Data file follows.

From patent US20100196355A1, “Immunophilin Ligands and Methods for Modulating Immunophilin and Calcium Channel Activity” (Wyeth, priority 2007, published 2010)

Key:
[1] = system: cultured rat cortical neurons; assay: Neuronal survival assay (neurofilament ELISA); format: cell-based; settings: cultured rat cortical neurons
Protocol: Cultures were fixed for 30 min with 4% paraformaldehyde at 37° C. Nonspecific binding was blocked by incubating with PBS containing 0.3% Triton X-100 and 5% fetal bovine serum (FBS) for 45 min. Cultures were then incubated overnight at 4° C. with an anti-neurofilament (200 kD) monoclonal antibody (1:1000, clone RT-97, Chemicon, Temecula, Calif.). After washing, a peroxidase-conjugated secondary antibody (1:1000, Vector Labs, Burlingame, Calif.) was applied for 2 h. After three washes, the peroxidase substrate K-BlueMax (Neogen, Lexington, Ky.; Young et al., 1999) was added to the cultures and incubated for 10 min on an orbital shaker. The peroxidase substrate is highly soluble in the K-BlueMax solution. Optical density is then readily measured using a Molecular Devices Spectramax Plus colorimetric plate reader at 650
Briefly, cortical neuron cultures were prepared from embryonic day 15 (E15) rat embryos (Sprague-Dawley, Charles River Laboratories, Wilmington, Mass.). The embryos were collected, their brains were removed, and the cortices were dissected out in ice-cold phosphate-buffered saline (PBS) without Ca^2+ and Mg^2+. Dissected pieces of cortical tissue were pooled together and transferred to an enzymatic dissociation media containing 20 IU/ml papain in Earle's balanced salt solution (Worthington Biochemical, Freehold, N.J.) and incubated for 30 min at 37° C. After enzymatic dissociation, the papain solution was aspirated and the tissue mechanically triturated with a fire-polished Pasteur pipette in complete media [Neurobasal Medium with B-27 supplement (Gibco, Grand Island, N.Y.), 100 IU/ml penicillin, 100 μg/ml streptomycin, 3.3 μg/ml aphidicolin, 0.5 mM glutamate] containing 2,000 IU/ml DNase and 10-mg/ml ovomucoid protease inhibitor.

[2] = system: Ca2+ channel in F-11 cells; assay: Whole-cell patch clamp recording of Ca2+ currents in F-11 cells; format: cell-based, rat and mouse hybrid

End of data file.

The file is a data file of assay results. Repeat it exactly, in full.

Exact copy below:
From patent US20100196355A1, “Immunophilin Ligands and Methods for Modulating Immunophilin and Calcium Channel Activity” (Wyeth, priority 2007, published 2010)

Key:
[1] = system: cultured rat cortical neurons; assay: Neuronal survival assay (neurofilament ELISA); format: cell-based; settings: cultured rat cortical neurons
Protocol: Cultures were fixed for 30 min with 4% paraformaldehyde at 37° C. Nonspecific binding was blocked by incubating with PBS containing 0.3% Triton X-100 and 5% fetal bovine serum (FBS) for 45 min. Cultures were then incubated overnight at 4° C. with an anti-neurofilament (200 kD) monoclonal antibody (1:1000, clone RT-97, Chemicon, Temecula, Calif.). After washing, a peroxidase-conjugated secondary antibody (1:1000, Vector Labs, Burlingame, Calif.) was applied for 2 h. After three washes, the peroxidase substrate K-BlueMax (Neogen, Lexington, Ky.; Young et al., 1999) was added to the cultures and incubated for 10 min on an orbital shaker. The peroxidase substrate is highly soluble in the K-BlueMax solution. Optical density is then readily measured using a Molecular Devices Spectramax Plus colorimetric plate reader at 650
Briefly, cortical neuron cultures were prepared from embryonic day 15 (E15) rat embryos (Sprague-Dawley, Charles River Laboratories, Wilmington, Mass.). The embryos were collected, their brains were removed, and the cortices were dissected out in ice-cold phosphate-buffered saline (PBS) without Ca^2+ and Mg^2+. Dissected pieces of cortical tissue were pooled together and transferred to an enzymatic dissociation media containing 20 IU/ml papain in Earle's balanced salt solution (Worthington Biochemical, Freehold, N.J.) and incubated for 30 min at 37° C. After enzymatic dissociation, the papain solution was aspirated and the tissue mechanically triturated with a fire-polished Pasteur pipette in complete media [Neurobasal Medium with B-27 supplement (Gibco, Grand Island, N.Y.), 100 IU/ml penicillin, 100 μg/ml streptomycin, 3.3 μg/ml aphidicolin, 0.5 mM glutamate] containing 2,000 IU/ml DNase and 10-mg/ml ovomucoid protease inhibitor.

[2] = system: Ca2+ channel in F-11 cells; assay: Whole-cell patch clamp recording of Ca2+ currents in F-11 cells; format: cell-based, rat and mouse hybrid